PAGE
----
Landry is vulnerable on sovereignty


August 13, 2004 Friday
Charles de Gaulle isn't quite the type of leader to whom most people would spontaneously compare Bernard Landry. Except perhaps for Landry himself.
On Wednesday, he made the comparison at a press conference. Asked whether he would lead the Parti Quebecois in the next election, the 67-year-old Landry quipped: "How old was General de Gaulle when he became president of the French Republic?"
He continued: "How old was Winston Churchill when he became prime minister of Great Britain? How old was Konrad Adenauer? How old was Ronald Reagan?" Well, you get the picture.
In fact, Landry's age is neither here nor there. But it does make for a convenient diversion that reduces any criticism of his leadership to an attack about his age.
And reduce the criticism he must. At least, a bit. Contrary to Landry's own spin, his support within the PQ, especially in the Montreal area, is lukewarm. Although everyone closes ranks in public, strong criticism was voiced by some riding presidents over the past months at private meetings.
Recently, some members were still out fishing for potential leadership candidates. Still, Landry's instincts tell him - and they're right - that his position is fairly safe for the moment.
The equally uninspiring Pauline Marois and Francois Legault have failed to rally enough support to challenge Landry. Another possible contender, Andre Boisclair, is leaving the PQ caucus to study at Harvard. Marois's and Legault's ineptitude has thwarted any chance of a leadership race Boisclair could have joined.
But just like fellow contender Joseph Facal, a former minister who quit before the last election, Boisclair is simply taking a break as he waits for the right moment to try to fulfill his leadership ambitions.
And what about Bloc leader Gilles Duceppe? The only thing Landry has to do to keep him at bay is announce his intention to stay. As for FTQ president Henri Masse, who's increasingly popular in sovereignist circles, he's busy with negotiations with the Charest government.
That's why, for now, not much is standing in the way of Landry's intention to stay on as PQ leader and try again for the premiership. That's the one prize that's kept him going since losing the election last year, a defeat he seems to think was a freak accident of history to be remedied the next time around.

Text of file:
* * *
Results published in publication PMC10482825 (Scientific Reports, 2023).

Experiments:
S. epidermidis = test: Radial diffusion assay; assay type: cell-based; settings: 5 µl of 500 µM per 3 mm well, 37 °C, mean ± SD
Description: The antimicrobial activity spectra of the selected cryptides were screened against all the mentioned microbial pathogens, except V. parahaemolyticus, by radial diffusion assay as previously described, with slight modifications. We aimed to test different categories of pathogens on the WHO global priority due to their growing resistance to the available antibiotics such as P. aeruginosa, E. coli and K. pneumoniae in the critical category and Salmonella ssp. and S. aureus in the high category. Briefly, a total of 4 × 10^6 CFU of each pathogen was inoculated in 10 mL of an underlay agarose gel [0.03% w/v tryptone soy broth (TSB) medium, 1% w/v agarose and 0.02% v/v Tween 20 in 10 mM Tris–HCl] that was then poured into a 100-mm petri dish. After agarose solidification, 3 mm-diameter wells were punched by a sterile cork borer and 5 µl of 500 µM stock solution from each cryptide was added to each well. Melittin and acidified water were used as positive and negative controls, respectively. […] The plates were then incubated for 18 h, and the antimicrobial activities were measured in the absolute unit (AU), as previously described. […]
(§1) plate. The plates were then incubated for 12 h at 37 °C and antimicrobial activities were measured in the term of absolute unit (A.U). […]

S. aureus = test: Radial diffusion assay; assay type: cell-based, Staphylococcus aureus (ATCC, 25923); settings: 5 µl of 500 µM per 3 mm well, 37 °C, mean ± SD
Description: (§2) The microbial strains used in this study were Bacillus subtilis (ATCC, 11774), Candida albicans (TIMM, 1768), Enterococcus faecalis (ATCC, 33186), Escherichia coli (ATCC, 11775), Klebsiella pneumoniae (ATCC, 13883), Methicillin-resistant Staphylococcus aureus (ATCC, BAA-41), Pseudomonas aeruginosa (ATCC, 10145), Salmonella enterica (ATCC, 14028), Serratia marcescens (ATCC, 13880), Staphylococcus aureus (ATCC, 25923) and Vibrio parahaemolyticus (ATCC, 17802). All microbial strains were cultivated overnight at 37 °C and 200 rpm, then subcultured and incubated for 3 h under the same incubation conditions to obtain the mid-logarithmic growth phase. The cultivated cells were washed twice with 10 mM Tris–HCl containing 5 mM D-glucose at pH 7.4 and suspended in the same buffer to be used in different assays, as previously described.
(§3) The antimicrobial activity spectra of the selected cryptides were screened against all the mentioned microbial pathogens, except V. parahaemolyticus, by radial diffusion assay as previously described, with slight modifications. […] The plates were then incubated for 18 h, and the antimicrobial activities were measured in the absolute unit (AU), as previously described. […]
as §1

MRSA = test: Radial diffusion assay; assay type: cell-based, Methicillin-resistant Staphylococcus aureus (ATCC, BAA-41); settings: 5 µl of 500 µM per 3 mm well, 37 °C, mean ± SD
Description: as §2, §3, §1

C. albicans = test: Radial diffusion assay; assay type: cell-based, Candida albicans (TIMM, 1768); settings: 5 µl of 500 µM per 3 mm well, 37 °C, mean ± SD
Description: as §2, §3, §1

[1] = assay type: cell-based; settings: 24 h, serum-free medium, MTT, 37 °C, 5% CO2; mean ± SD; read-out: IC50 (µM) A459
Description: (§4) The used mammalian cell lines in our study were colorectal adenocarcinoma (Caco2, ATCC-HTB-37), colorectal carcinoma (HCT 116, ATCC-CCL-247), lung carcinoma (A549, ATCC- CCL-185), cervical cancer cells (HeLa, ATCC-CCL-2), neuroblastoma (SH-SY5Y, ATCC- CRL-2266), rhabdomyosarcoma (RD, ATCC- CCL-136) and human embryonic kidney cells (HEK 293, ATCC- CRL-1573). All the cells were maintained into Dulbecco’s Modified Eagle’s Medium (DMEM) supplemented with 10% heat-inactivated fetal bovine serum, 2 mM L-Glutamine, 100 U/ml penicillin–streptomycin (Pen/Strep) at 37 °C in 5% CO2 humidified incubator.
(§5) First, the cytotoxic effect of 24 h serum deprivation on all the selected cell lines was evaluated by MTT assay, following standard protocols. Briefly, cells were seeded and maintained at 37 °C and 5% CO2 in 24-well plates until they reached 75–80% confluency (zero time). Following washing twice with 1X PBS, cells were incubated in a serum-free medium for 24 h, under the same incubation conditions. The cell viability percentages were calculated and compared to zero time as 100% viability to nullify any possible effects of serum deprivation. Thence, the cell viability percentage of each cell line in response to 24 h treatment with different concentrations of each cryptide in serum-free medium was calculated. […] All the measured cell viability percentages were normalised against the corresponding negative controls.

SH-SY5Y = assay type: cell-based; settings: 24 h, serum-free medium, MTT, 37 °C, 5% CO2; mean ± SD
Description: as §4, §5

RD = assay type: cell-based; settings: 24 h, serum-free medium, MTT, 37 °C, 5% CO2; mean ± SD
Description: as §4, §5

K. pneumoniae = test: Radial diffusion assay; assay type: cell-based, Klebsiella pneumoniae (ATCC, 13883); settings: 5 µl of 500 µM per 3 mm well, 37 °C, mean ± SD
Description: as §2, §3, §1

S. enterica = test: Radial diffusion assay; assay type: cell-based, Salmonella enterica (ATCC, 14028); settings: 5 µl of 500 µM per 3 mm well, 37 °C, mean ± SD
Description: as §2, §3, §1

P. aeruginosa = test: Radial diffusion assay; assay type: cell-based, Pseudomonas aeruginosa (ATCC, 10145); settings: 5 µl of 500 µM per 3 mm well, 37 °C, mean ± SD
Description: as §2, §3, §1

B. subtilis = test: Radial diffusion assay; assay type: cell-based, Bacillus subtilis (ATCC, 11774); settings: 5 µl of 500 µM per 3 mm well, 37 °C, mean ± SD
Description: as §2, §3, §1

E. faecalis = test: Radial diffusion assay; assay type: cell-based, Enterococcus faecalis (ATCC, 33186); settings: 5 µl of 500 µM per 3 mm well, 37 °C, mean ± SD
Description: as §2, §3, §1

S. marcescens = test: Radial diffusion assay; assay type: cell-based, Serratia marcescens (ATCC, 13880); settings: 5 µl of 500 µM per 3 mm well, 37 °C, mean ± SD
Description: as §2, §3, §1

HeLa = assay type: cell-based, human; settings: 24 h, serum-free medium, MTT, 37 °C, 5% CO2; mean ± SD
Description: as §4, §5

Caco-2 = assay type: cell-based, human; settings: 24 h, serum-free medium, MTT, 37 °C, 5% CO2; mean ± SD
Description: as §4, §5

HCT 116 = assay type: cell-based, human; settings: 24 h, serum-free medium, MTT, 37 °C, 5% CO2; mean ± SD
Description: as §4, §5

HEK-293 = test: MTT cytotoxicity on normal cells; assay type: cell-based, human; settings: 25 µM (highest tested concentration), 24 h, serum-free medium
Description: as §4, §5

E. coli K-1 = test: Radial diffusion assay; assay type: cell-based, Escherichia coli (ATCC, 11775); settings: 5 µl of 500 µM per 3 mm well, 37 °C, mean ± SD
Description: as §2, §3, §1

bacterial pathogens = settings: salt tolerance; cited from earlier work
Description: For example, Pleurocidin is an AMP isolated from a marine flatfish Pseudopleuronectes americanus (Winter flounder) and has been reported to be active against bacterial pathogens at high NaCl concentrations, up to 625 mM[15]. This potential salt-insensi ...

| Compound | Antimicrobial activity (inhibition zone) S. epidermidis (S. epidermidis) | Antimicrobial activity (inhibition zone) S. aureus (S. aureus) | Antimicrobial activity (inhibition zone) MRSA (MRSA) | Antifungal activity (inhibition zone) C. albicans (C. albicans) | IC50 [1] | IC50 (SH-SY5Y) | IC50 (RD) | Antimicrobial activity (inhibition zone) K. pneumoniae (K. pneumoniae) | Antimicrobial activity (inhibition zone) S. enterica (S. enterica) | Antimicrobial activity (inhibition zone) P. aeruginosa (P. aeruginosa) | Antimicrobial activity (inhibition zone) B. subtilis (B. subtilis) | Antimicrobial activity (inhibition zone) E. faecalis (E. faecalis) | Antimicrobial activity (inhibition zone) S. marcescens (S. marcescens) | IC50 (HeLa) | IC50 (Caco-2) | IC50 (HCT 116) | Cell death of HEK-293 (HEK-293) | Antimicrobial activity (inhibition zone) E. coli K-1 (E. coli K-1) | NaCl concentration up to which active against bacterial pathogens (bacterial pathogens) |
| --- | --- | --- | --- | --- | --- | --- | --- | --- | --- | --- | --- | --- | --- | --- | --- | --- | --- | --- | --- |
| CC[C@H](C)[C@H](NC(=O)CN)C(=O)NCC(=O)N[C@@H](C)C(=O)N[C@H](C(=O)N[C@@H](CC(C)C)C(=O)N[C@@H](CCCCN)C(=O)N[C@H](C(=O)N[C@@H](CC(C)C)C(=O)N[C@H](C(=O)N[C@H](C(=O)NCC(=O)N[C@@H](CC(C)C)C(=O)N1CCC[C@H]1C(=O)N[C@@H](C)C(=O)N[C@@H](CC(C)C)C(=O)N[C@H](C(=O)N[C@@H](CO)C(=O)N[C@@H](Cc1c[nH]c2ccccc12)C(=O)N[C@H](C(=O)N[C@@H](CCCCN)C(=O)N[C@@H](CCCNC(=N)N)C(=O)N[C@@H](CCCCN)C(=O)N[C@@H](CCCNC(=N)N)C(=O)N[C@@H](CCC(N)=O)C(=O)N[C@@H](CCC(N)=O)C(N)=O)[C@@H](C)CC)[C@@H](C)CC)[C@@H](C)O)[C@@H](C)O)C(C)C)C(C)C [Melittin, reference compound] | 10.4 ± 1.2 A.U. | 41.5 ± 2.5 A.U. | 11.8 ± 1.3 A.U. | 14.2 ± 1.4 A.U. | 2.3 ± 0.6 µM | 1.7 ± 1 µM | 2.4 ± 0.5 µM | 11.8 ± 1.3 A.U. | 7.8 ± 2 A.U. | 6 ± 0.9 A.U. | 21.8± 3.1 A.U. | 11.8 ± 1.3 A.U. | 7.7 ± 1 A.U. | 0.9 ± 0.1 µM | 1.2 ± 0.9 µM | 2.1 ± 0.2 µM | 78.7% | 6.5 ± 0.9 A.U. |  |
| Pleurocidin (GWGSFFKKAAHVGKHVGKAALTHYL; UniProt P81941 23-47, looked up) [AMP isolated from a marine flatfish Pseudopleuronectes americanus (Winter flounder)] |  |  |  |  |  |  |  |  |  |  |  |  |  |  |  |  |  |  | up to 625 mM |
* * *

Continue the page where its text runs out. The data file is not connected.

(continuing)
Ironically, Landry counts on Jean Charest's unpopularity to get back into the premier's limo, just about as much as Charest counts on Landry's pedantry to hand him a second mandate. Aren't we voters spoiled silly?
Although circumstances look favourable for Landry now, he has two major obstacles to overcome to get his rematch with Charest. One is the vote of confidence at the PQ's convention next June. While Marois and Legault won't attack Landry directly before then, how their supporters and other delegates will vote remains unknown.
Part of the answer to that mystery depends on how well Landry overcomes his second and most important obstacle of all: his position on sovereignty.
Mark this down. The debate that will take the PQ by storm in the next few months will be about one thing only: how to achieve sovereignty. Landry's confidence vote will partly depend on how he positions himself on that crucial issue.
A number of PQ members want to ditch Landry's approach, the mirror image of Lucien Bouchard's mantras: No promotion of the option with public funds and a referendum on sovereignty-partnership only if the PQ is sure to win it.
Within PQ ranks, the talk is more about a Parizeau-style approach: winning an election on a clear mandate to prepare, promote and achieve sovereignty with public funds. A proposal made by Action Nationale director Robert Laplante is fast garnering support inside and outside the PQ: A referendum not on sovereignty per se, but on a constitution that would be the founding act of a sovereign Quebec.
Laplante also suggests what he calls "gestures of sovereignty" be made beforehand by a PQ government, which means replacing the more provincialist governance of the past with that of a truly national government.
If he wants to get a hefty confidence vote next June, Landry must ponder just how much inspiration he's willing to take from Laplante's increasingly popular position. If he does, we'll get the first hint of it in the PQ's reports on its "season of ideas" to be handed out at their national council meeting this month.
But given his fear of any active approach to sovereignty and the lack of any direct challenge to his leadership, he could be tempted to pump up the rhetoric while trying to protect himself from any clear obligation to produce results should the PQ be elected.
If he does that, de Gaulle would definitely not be impressed.

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